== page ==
Three Ways to get on a Biker’s Bad Side: The Rally Against E15

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July 1, 2013

On June 19th, bikers, classic car owners and other citizens from across the country gathered at the U.S. Capitol to raise awareness of the risks of E15 — a fuel blend containing 15 percent ethanol, and 85 percent regular gasoline — and call for independent testing of the fuel.

Why? It’s simple. Bikers and other gearheads love their rides, and the reckless rollout of E15 fuel put their engines at risk. Here’s what they had to say:

See? There’s no quicker way to get on a biker’s bad side than to mess with their hog. Here’s how the ethanol lobby and the EPA are doing just that:

1. Put a fuel on the road that has never been tested on bikes.

There are currently no independent studies that show E15 is safe in motorcycle and all-terrain vehicle engines. As a result, none of the approximately 22 million motorcycles and ATVs in the United States are actually approved by the EPA for E15 use. Independent testing is needed to demonstrate that E15 is in fact safe for motorcycle engines. Until then, the possibility of engine damage must be taken seriously.

Due to a higher volume of ethanol, E15 has the potential to burn hotter than regular or E10 gasoline, causing possible damage to air-cooled motors and high-performance water-cooled motors used in motorcycles and ATVs. In addition, ethanol in fuel is extremely corrosive. Ethanol absorbs water, which can lead to metal corrosion, as well as dissolving plastics and rubber. As many motorcycles are not specifically designed to be compatible with ethanol, E15 use comes at the risk of engine damage.

2. Force bikers to purchase more fuel than their tanks can carry.

Under a new rule, the EPA requires all drivers to buy a minimum of four gallons of gas from any pump that sells both E15 and other fuel, despite the fact that many bikes cannot carry four gallons. This means that many bikers would have to pay for more fuel than they can use.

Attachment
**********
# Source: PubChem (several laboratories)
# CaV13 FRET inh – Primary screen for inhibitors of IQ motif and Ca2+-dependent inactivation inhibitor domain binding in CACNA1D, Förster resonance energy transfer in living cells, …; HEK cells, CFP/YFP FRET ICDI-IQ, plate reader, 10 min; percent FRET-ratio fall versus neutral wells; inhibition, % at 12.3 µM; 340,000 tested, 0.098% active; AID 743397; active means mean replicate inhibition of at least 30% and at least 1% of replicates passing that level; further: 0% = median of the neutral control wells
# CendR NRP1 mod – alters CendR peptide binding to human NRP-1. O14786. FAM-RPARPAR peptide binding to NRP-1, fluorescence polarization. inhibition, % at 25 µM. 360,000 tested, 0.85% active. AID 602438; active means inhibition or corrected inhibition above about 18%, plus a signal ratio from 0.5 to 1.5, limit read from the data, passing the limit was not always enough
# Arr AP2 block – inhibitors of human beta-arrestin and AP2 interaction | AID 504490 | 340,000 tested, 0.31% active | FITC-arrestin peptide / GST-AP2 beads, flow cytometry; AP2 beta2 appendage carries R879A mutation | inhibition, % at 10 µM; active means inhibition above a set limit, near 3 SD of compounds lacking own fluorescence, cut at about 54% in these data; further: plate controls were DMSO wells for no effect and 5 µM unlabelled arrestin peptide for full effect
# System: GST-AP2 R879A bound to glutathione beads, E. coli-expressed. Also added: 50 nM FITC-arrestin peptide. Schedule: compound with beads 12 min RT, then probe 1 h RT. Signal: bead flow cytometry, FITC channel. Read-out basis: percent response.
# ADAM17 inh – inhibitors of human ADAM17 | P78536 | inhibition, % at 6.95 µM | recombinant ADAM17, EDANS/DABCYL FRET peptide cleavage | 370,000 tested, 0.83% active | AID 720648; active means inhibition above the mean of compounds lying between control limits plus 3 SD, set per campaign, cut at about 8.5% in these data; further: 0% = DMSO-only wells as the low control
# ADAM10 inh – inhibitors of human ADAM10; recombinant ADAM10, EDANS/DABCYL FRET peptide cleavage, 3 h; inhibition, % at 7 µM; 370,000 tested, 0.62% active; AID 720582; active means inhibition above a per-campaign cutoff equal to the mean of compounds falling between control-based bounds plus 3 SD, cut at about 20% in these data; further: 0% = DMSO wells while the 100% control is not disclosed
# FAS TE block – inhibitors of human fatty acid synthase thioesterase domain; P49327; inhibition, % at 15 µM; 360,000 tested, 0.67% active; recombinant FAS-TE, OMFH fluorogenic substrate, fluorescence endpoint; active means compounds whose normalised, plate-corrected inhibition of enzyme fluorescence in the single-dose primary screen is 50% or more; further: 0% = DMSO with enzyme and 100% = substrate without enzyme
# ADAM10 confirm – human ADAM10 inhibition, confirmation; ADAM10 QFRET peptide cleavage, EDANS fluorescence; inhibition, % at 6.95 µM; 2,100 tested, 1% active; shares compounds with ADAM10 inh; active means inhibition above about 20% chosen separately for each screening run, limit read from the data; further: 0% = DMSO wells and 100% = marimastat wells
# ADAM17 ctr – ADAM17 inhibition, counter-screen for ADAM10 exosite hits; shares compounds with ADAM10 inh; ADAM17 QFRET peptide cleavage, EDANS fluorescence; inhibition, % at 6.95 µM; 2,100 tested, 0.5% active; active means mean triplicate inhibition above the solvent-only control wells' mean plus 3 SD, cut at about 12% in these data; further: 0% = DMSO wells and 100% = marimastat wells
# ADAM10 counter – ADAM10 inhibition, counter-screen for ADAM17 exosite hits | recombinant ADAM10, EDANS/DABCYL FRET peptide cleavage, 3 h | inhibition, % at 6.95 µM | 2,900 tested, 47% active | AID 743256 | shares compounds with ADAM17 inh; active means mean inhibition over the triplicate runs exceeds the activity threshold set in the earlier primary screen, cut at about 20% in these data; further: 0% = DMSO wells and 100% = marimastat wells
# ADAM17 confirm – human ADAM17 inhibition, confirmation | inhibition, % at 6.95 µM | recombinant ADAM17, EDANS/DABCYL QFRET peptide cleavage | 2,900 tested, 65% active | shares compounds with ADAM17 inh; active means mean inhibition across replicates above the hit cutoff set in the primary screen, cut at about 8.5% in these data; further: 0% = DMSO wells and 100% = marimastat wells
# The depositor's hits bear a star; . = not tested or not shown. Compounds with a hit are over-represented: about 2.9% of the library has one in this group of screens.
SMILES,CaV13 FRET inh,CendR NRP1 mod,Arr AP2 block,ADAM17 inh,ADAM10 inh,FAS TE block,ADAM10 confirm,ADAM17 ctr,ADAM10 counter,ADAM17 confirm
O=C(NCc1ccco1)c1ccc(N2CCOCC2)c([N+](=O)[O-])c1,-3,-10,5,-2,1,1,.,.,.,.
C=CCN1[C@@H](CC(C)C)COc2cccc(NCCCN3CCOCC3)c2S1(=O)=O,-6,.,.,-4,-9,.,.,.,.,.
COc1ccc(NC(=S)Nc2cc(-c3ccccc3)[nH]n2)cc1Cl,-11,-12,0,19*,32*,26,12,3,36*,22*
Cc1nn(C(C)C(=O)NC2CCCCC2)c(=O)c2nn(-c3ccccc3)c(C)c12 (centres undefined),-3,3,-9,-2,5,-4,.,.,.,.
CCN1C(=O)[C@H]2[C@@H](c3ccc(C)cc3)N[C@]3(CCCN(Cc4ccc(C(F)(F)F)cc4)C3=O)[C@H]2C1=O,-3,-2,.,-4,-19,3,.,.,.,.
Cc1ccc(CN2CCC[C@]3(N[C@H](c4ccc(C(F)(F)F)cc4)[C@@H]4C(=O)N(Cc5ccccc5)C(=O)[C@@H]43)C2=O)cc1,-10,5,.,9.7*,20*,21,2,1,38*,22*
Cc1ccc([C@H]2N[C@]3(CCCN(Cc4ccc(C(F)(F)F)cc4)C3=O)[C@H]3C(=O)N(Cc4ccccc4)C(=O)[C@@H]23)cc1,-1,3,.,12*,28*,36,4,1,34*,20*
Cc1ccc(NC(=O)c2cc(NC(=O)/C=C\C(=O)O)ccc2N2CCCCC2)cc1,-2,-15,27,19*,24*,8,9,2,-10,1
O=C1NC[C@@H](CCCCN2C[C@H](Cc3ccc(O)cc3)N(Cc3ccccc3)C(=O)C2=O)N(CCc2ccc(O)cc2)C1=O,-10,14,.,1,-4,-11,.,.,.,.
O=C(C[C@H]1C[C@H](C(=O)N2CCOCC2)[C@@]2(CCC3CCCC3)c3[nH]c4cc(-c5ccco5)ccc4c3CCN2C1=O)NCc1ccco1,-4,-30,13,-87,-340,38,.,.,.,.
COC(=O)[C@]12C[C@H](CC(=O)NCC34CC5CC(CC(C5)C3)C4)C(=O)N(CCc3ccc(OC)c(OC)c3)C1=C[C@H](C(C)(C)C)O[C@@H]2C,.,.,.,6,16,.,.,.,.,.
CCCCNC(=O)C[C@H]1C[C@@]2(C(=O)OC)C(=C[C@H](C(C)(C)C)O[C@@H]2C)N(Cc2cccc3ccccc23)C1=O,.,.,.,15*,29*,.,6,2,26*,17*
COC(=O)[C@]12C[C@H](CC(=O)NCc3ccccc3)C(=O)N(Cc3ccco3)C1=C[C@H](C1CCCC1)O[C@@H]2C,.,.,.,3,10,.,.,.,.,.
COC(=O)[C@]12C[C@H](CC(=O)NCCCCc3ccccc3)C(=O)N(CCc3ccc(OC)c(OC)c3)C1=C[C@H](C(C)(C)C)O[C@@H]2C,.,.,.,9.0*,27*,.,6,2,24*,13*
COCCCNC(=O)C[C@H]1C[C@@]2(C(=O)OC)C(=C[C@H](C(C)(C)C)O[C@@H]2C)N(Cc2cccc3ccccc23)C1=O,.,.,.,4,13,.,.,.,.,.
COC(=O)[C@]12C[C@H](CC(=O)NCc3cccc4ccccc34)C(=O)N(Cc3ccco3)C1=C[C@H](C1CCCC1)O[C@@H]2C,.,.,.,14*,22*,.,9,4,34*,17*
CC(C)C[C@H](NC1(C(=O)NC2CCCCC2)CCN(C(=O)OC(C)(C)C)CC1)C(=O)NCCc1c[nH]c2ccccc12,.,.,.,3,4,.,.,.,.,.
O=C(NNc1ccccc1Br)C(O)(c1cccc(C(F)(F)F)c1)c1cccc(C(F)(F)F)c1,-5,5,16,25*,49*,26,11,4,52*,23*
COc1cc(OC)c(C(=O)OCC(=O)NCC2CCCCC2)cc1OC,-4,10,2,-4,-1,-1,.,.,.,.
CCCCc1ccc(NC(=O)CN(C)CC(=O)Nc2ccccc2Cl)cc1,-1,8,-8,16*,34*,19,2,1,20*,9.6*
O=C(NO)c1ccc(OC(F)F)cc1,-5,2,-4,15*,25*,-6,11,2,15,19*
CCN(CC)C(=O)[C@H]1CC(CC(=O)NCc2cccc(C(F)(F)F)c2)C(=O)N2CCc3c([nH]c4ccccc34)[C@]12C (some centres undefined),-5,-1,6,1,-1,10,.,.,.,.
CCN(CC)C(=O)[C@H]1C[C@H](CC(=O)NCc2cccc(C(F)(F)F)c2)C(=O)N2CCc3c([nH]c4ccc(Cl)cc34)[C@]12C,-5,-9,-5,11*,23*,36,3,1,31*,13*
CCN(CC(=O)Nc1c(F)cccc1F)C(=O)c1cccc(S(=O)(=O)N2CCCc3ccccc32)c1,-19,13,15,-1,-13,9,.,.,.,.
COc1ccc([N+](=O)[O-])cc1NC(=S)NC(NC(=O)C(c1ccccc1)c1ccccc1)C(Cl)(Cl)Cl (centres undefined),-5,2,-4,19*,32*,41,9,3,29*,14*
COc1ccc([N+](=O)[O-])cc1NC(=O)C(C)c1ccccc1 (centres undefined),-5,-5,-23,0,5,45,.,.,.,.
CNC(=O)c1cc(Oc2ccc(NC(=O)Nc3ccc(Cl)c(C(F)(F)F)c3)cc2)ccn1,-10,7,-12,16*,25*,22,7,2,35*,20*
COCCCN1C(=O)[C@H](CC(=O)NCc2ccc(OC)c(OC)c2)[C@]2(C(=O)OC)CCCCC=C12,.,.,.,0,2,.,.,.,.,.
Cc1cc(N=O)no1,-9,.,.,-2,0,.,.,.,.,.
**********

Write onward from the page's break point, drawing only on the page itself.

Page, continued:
This rule exists because many stations carrying E15 dispense it from the same pump as lower ethanol blends like E10. Anyone who fills up with E10 after an E15 buyer could get as much as a quart of residual E15, potentially hurting their engines and voiding warranties.

3. Make filling up their vehicle’s tank as confusing as possible.

Damage to motorcycle engines caused by E15 can be inadvertent. One cause is the use of ethanol blender pumps, which the USDA has proposed installing to meet renewable fuel goals. These fuel blender pumps make it easy for a rider to select E15 on a fuel blender pump while thinking it is E10 or ethanol-free fuel. 

In addition, the average gasoline customer is not well-informed about E15 — 95 percent of consumers have not even heard of E15, according to a recent survey. Combined with the confusion caused by fuel blender pumps, these consumers may damage their cars — and void their vehicle warranties — without even knowing it.  

Take action: Get more information about E15

Are you concerned about the damage E15 might cause your motorcycle, ATV or car? Do you worry that you may inadvertently purchase E15 at the gas station without knowing it? E15 is a product of the increase in ethanol production mandated by Congress through the Renewable Fuel Standard. To learn more, visit our “Take Action” page and join the conversation.

More photos from the rally are available here.

Tags motorcycles epa environmental protection agency small motors misfueling take action american motorcyclist association other voices